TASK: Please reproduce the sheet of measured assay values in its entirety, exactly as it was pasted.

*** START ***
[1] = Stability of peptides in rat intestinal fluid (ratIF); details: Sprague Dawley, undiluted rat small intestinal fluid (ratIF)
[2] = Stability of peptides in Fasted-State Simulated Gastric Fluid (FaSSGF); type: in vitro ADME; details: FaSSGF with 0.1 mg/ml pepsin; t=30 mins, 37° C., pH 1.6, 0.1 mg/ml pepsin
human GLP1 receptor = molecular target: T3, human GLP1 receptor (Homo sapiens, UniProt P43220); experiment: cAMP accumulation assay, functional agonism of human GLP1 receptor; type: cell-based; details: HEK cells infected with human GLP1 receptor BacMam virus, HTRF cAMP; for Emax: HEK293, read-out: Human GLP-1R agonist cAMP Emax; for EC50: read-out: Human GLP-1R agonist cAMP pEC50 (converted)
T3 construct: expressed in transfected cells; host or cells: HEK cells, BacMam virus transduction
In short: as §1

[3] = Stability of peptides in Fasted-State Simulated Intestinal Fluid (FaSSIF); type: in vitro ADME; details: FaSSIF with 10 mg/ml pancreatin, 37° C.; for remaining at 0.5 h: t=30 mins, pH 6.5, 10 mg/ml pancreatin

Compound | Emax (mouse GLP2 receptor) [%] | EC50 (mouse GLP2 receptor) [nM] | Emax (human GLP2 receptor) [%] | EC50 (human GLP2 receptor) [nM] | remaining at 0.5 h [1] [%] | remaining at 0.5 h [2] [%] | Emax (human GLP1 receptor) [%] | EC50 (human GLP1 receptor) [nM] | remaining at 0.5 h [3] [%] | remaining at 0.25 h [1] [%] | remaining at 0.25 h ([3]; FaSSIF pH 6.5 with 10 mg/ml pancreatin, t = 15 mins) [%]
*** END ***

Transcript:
[1] = Stability of peptides in rat intestinal fluid (ratIF); details: Sprague Dawley, undiluted rat small intestinal fluid (ratIF)
[2] = Stability of peptides in Fasted-State Simulated Gastric Fluid (FaSSGF); type: in vitro ADME; details: FaSSGF with 0.1 mg/ml pepsin; t=30 mins, 37° C., pH 1.6, 0.1 mg/ml pepsin
human GLP1 receptor = molecular target: T3, human GLP1 receptor (Homo sapiens, UniProt P43220); experiment: cAMP accumulation assay, functional agonism of human GLP1 receptor; type: cell-based; details: HEK cells infected with human GLP1 receptor BacMam virus, HTRF cAMP; for Emax: HEK293, read-out: Human GLP-1R agonist cAMP Emax; for EC50: read-out: Human GLP-1R agonist cAMP pEC50 (converted)
T3 construct: expressed in transfected cells; host or cells: HEK cells, BacMam virus transduction
In short: as §1

[3] = Stability of peptides in Fasted-State Simulated Intestinal Fluid (FaSSIF); type: in vitro ADME; details: FaSSIF with 10 mg/ml pancreatin, 37° C.; for remaining at 0.5 h: t=30 mins, pH 6.5, 10 mg/ml pancreatin

Compound | Emax (mouse GLP2 receptor) [%] | EC50 (mouse GLP2 receptor) [nM] | Emax (human GLP2 receptor) [%] | EC50 (human GLP2 receptor) [nM] | remaining at 0.5 h [1] [%] | remaining at 0.5 h [2] [%] | Emax (human GLP1 receptor) [%] | EC50 (human GLP1 receptor) [nM] | remaining at 0.5 h [3] [%] | remaining at 0.25 h [1] [%] | remaining at 0.25 h ([3]; FaSSIF pH 6.5 with 10 mg/ml pancreatin, t = 15 mins) [%]